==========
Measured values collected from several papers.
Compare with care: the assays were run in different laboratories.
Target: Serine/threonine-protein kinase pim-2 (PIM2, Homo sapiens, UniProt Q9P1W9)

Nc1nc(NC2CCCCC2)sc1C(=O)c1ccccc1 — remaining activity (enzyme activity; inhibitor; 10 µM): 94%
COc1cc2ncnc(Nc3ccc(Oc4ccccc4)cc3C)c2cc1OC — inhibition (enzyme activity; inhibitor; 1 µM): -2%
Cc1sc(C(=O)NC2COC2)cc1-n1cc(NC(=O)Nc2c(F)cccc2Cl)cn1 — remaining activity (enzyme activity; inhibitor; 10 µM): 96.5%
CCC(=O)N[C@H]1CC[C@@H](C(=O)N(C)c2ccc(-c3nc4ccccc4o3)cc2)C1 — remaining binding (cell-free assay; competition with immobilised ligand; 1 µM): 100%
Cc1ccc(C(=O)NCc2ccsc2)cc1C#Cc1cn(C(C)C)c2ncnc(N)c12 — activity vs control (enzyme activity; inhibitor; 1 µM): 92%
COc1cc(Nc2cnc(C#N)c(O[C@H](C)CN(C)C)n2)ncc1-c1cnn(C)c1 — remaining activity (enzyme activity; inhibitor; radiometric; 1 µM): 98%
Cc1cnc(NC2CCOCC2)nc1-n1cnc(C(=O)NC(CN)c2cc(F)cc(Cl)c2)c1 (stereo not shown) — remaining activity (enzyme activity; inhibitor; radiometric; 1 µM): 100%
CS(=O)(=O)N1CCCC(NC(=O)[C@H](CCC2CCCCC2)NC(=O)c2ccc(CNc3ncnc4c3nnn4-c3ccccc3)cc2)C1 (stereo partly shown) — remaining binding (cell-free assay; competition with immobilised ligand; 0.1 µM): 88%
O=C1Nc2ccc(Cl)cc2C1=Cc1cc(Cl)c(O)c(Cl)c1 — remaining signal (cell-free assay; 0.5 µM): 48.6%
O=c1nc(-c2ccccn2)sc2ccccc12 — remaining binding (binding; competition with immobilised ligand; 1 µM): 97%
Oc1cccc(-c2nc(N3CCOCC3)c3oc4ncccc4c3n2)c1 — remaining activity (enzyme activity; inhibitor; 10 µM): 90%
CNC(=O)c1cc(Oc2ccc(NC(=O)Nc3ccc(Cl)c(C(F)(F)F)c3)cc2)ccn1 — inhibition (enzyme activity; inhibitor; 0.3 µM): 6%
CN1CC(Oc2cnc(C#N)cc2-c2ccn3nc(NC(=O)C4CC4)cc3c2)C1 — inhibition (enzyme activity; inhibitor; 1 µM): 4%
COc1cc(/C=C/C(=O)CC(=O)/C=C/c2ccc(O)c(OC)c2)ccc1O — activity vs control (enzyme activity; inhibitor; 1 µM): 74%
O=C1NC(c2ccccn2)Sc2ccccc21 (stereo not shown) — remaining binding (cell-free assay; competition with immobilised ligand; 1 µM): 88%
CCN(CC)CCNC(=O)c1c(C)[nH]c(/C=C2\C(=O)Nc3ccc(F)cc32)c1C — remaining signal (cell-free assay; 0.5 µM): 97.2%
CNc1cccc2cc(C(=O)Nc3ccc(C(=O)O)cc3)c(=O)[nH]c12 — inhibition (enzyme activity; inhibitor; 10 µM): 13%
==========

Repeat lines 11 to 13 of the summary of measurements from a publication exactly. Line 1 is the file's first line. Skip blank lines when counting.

CS(=O)(=O)N1CCCC(NC(=O)[C@H](CCC2CCCCC2)NC(=O)c2ccc(CNc3ncnc4c3nnn4-c3ccccc3)cc2)C1 (stereo partly shown) — remaining binding (cell-free assay; competition with immobilised ligand; 0.1 µM): 88%
O=C1Nc2ccc(Cl)cc2C1=Cc1cc(Cl)c(O)c(Cl)c1 — remaining signal (cell-free assay; 0.5 µM): 48.6%
O=c1nc(-c2ccccn2)sc2ccccc12 — remaining binding (binding; competition with immobilised ligand; 1 µM): 97%